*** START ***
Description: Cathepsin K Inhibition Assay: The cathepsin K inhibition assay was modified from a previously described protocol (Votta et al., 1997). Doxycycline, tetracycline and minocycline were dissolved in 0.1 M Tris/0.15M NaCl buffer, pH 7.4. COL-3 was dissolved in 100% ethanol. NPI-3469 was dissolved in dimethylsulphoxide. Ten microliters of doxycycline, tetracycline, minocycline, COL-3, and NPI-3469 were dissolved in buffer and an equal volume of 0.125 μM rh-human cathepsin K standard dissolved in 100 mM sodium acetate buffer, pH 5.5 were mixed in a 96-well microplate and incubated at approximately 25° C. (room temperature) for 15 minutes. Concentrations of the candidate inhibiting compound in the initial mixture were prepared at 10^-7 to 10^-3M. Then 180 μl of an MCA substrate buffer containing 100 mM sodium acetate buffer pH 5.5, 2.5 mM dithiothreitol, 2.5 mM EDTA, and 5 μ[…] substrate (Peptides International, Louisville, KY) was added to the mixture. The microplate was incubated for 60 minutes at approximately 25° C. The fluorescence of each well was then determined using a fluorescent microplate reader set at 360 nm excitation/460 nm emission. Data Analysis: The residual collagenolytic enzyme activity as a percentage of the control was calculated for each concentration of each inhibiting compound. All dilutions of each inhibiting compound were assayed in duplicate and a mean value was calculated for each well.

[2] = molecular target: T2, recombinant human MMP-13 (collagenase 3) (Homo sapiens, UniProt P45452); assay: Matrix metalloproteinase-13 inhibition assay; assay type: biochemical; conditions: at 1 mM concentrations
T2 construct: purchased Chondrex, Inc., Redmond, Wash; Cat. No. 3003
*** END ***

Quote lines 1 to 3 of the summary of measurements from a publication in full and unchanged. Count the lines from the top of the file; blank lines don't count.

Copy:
Description: Cathepsin K Inhibition Assay: The cathepsin K inhibition assay was modified from a previously described protocol (Votta et al., 1997). Doxycycline, tetracycline and minocycline were dissolved in 0.1 M Tris/0.15M NaCl buffer, pH 7.4. COL-3 was dissolved in 100% ethanol. NPI-3469 was dissolved in dimethylsulphoxide. Ten microliters of doxycycline, tetracycline, minocycline, COL-3, and NPI-3469 were dissolved in buffer and an equal volume of 0.125 μM rh-human cathepsin K standard dissolved in 100 mM sodium acetate buffer, pH 5.5 were mixed in a 96-well microplate and incubated at approximately 25° C. (room temperature) for 15 minutes. Concentrations of the candidate inhibiting compound in the initial mixture were prepared at 10^-7 to 10^-3M. Then 180 μl of an MCA substrate buffer containing 100 mM sodium acetate buffer pH 5.5, 2.5 mM dithiothreitol, 2.5 mM EDTA, and 5 μ[…] substrate (Peptides International, Louisville, KY) was added to the mixture. The microplate was incubated for 60 minutes at approximately 25° C. The fluorescence of each well was then determined using a fluorescent microplate reader set at 360 nm excitation/460 nm emission. Data Analysis: The residual collagenolytic enzyme activity as a percentage of the control was calculated for each concentration of each inhibiting compound. All dilutions of each inhibiting compound were assayed in duplicate and a mean value was calculated for each well.

[2] = molecular target: T2, recombinant human MMP-13 (collagenase 3) (Homo sapiens, UniProt P45452); assay: Matrix metalloproteinase-13 inhibition assay; assay type: biochemical; conditions: at 1 mM concentrations
T2 construct: purchased Chondrex, Inc., Redmond, Wash; Cat. No. 3003